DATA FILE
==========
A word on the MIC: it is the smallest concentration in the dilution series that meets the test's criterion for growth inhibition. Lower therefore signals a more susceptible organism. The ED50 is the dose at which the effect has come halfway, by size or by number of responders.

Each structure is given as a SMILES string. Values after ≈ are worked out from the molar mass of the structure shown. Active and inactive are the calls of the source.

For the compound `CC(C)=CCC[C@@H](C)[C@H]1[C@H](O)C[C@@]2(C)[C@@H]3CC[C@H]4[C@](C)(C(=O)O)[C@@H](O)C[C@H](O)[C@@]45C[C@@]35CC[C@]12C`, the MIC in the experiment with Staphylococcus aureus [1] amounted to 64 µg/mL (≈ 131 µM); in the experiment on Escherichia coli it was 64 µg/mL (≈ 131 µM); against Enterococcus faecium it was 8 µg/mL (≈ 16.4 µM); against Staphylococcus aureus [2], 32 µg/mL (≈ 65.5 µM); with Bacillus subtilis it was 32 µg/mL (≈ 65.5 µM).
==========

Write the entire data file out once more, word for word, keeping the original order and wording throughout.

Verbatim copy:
A word on the MIC: it is the smallest concentration in the dilution series that meets the test's criterion for growth inhibition. Lower therefore signals a more susceptible organism. The ED50 is the dose at which the effect has come halfway, by size or by number of responders.

Each structure is given as a SMILES string. Values after ≈ are worked out from the molar mass of the structure shown. Active and inactive are the calls of the source.

For the compound `CC(C)=CCC[C@@H](C)[C@H]1[C@H](O)C[C@@]2(C)[C@@H]3CC[C@H]4[C@](C)(C(=O)O)[C@@H](O)C[C@H](O)[C@@]45C[C@@]35CC[C@]12C`, the MIC in the experiment with Staphylococcus aureus [1] amounted to 64 µg/mL (≈ 131 µM); in the experiment on Escherichia coli it was 64 µg/mL (≈ 131 µM); against Enterococcus faecium it was 8 µg/mL (≈ 16.4 µM); against Staphylococcus aureus [2], 32 µg/mL (≈ 65.5 µM); with Bacillus subtilis it was 32 µg/mL (≈ 65.5 µM).